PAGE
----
When Nicole and Peter Selhorst opened Lauraville's Red Canoe Bookstore five years ago, there were, except for the Chameleon Cafe and good old Koco's, only sporadic and mostly sputtering businesses to serve the neighborhood's growing population of young families and first-time homeowners. It's hard to imagine the wonderful developments all along this Northeast corridor without Lauraville paving the way. The Red Canoe deserves pioneering credit. And have I mentioned their muffins?
According to Nicole Selhorst, Red Canoe was originally intended to be a children-focused bookstore that incidentally sold coffee and maybe some muffins. By all accounts, Red Canoe has succeeded in its core mission, which includes expanding literacy and building community. It turned out, though, that every little thing Peter Selhorst made, the customers loved a lot, and gradually, the cafe operations expanded - it now serves breakfast and lunch seven days a week.
Red Canoe occupies adjoining brightly painted rowhouses, each with its own entrance, one into the bookstore and one into the cafe, which consists of a counter area bracketed by two handsome-old-house dining rooms. Even if there were no cafe, this would still be a family destination. I enjoyed visiting here with a friend and her 20-month-old daughter, who seemed to know she was entering someplace she'd feel comfortable and welcome. We walked around with cups of Zeke's coffee (Zeke's is a Lauraville neighbor) and met some nice people: the wife of a local author whose new book was getting great reviews, a little girl who shared her balloon and the woman who makes scones every Saturday for the cafe.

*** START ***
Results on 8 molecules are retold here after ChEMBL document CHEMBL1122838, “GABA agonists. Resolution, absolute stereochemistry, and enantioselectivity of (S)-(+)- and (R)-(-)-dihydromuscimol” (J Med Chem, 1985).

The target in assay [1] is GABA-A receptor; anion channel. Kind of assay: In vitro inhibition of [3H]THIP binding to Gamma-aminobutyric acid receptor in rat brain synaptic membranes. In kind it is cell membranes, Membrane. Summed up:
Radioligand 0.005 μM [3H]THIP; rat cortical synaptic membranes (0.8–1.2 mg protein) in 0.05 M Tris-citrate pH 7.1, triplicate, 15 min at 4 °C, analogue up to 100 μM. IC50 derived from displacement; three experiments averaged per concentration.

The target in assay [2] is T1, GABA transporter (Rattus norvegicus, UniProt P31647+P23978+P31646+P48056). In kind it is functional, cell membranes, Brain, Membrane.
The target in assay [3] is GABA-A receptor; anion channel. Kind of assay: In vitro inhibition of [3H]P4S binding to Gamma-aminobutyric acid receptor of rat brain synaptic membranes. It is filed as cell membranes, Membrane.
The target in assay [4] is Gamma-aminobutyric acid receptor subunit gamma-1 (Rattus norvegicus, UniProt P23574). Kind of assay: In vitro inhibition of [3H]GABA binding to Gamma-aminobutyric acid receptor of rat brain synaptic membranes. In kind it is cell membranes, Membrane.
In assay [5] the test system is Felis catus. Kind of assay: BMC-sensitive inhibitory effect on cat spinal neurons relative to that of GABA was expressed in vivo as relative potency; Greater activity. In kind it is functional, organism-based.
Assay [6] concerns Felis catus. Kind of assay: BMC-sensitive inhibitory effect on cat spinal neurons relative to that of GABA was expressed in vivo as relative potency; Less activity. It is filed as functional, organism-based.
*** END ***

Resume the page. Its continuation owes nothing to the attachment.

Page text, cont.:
And then we went to order lunch from the cafe. The menu is small, about a dozen wraps and sandwiches, a few daily soups and pastries. But it feels expansive, and the counter staff is excited to tell you about the food they're selling. Nicole Selhorst is from the Franche-Comté region of eastern France, Peter Selhorst is from Northern California's Bay Area, and their roots are evident. There is not only the emphasis on fresh, homemade and healthy ingredients (Red Canoe grows its own herbs and makes its own jellies and chutneys), but something else: the gently delivered message that eating good food in a pretty place is worth something.
We took our little meal outside on Red Canoe's deck, a little masterpiece of backyard design, with comfortable shaded seating on two levels. Customers can enter through a gate in the back, too. We liked everything. I did go a little crazy over that muffin, but I think it's the best one I've ever had. Topped by poppy seeds, and just on the verge of overbaked, it was moist in every bite. The blueberry muffin, I know, has big admirers, too, as do the savory varieties - a quiche Lorraine or spinach and cheddar. We also loved that day's fresh soups, too: a pleasantly simple cream of asparagus soup and a vegetarian chili, which relied more on protein-filled beans than tomatoes.
Our junior eater took to her hummus plate with dried fruit and pecans, and so did the adults who finished it for her. The Red Canoe's hummus has a stronger sesame flavor than usual, which we liked in a small dose. Sandwiches and wraps are pretty and tasty, assembled from good, dense breads and fresh greens. The cafe also does panini now, along with a few other hot items like macaroni and cheese.
I wanted to talk more about the cafe, but in a way, I'm glad I've run out of room. I like how the cafe, wonderful as it is, fits into a bigger picture.
Red Canoe Bookstore CafeWhere: 4337 Harford Road
Open: 7 a.m.-4 p.m. Monday-Saturday and 9 a.m.-3 p.m. Sunday and Monday
Credit cards: Master Card, VISA, AMEX
Food: *** 1/2
Service: *** 1/2
Atmosphere: *** 1/2
[Outstanding: **** Good: *** Fair or uneven: ** Poor: *]
On the menu•Apple turkey wrap - $6.75
•Cup of asparagus soup & half roast beef sandwich - $6.75
•Cup of vegetarian chili - $3.75
•Child's hummus plate - $3.75
•Savory muffins - $2.75
•Sweet muffins - $2.50
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